Microsoft's chief research and strategy officer Craig Mundie recently spoke at the company's TechForum in Seattle, revealing where Redmond hopes to take Kinect in the coming months and years. The long-term goal is to make the device as cheap and as small as possible so it can fit into a wide range of devices like notebooks and tablets, he said.

Mundie told The Verge that it's not going to happen tomorrow but Microsoft can see a path towards that sort of thing. Of course, shrinking Kinect isn't the only challenge Microsoft faces as current iterations don't work in daylight. As the executive explains, Kinect uses infrared and under direct daylight, the sun simply drowns out the sensor, rendering it useless.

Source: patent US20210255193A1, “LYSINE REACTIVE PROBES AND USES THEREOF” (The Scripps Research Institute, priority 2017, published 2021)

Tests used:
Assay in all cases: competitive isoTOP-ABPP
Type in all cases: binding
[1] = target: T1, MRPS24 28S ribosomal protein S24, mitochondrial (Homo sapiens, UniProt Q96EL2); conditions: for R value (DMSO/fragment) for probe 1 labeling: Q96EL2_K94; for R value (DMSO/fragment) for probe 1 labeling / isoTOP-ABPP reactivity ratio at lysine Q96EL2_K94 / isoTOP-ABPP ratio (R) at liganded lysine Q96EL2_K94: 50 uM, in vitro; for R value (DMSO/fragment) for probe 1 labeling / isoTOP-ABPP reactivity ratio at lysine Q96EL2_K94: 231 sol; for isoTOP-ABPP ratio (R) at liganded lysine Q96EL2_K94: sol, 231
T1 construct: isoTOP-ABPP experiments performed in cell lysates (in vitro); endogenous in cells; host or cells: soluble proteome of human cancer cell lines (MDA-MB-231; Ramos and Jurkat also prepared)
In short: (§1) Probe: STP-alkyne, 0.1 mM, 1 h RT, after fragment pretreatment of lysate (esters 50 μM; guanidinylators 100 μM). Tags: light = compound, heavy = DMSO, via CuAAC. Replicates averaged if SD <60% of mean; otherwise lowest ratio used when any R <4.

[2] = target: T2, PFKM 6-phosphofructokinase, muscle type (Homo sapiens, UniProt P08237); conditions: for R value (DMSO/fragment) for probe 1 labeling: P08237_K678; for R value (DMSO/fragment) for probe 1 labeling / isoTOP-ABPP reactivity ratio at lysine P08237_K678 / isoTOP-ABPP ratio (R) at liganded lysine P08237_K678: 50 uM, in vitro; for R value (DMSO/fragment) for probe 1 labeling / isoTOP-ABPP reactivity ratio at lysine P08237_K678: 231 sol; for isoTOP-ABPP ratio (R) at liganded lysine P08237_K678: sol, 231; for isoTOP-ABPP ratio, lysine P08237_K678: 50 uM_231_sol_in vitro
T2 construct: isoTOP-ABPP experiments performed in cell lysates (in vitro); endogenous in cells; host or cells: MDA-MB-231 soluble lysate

Microsoft recently unveiled a new Envisioning Center that is being used to test their latest ideas and concepts. As we understand it, a number of the demonstrations use Kinect technology in some form or another.

During their visit to the center, the publication noticed that several Kinect sensors looked to be thinner and smaller than existing ones. A company spokesperson declined to comment on whether or not they were sensors based on Kinect 2 technology. Odds are that we won't see second generation Kinect technology show up until Microsoft announces the Xbox 720.

A little over a year ago we heard rumors that Microsoft was working with Asus to develop a Kinect-equipped Windows 8 laptop but as of writing, we still haven't heard anything further about that project.